Here’s where the internal component kicks in.  It’s kind of like Carl Jung’s theory of dream interpretation (sorry, psych major here): every person, every thing in your dream represents something of you. I think that is a little how I create emotional reality of my characters.

When I write my character into a situation, challenge them with difficult situations, new ideas, I stop and imagine how they feel. That’s the part that comes from inside. I have to feel that emotion with them, put that down on the page. Make them human. If I don’t, the reader won’t feel it, and they won’t care about what happens next for that character.  That part comes from me, for sure.

All in all, I try not to overthink it, and let it flow as organically as possible. When I have a story idea, there is already a perfect character for it. I just have to wait for them to show up.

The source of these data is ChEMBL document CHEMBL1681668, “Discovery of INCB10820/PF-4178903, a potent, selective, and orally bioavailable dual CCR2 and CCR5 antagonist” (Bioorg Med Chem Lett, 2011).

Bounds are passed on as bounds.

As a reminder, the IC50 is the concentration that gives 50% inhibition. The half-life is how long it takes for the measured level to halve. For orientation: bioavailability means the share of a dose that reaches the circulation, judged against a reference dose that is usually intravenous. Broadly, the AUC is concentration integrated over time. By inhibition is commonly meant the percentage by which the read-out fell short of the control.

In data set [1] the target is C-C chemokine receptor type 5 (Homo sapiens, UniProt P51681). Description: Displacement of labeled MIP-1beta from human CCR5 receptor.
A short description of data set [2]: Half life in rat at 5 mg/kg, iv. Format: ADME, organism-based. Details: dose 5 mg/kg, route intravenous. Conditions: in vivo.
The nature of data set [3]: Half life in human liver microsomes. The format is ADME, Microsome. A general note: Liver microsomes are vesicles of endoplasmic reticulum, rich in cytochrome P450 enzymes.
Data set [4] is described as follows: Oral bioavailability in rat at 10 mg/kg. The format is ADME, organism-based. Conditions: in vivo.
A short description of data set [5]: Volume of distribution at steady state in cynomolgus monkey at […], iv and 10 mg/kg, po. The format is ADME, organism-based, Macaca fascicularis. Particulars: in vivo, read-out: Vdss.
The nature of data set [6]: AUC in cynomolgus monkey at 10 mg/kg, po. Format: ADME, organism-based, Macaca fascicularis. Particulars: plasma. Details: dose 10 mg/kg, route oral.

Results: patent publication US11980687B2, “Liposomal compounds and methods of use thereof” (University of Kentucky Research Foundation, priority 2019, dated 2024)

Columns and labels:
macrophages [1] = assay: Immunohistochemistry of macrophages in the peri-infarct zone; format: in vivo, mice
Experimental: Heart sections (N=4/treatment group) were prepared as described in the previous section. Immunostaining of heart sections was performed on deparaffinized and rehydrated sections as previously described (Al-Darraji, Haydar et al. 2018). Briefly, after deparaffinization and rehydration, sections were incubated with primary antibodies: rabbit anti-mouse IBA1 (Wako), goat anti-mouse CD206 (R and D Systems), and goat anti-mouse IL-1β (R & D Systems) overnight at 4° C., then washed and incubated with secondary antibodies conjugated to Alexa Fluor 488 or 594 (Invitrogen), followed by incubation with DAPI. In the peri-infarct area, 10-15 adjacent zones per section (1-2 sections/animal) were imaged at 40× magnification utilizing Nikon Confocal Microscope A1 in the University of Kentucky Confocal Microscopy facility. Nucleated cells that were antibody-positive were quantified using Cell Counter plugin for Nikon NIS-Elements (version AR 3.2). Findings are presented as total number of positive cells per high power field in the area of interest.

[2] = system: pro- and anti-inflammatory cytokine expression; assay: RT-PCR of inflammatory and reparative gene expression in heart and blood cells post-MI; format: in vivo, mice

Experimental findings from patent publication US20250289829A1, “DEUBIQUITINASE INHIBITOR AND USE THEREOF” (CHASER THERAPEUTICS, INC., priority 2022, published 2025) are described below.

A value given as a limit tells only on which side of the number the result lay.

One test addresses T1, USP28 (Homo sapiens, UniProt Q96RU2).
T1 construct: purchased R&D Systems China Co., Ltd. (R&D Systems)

TELLTALE HABITS

by Ottilia Scherschel

My father was a businessman who carried a small notepad in the inside pocket of his suit jacket. He dutifully wrote down the names of people he met and things he wanted to remember. To this day, I carry a notepad in my purse. I know I could enter important information in my smart phone, but the habit I picked up from my Dad has stuck with me.

I recently jotted something in my pad while at a luncheon. A woman at my table said, “You must be a writer.” My taking notes confirmed in her mind I was a writer. Her statement made me think about what gives us away in life, those habits that tell others about who we might be.

I met a woman at a cocktail party recently who wore a silver lanyard with a small pen attached like a piece of jewelry around her neck. While we were getting acquainted, she wrote something on a napkin. I hoped it wasn’t her grocery list. “Are you taking notes?” I asked.

She chuckled. “It’s a bit of dialogue.”

“Something I said?”

“No, but you triggered an idea.”

“For what?”

“An article. You see I’m a columnist.”

I should have guessed she was some kind of writer. Why else would she need a pen around her neck? “Tell me about the article,” I said without revealing I too wrote.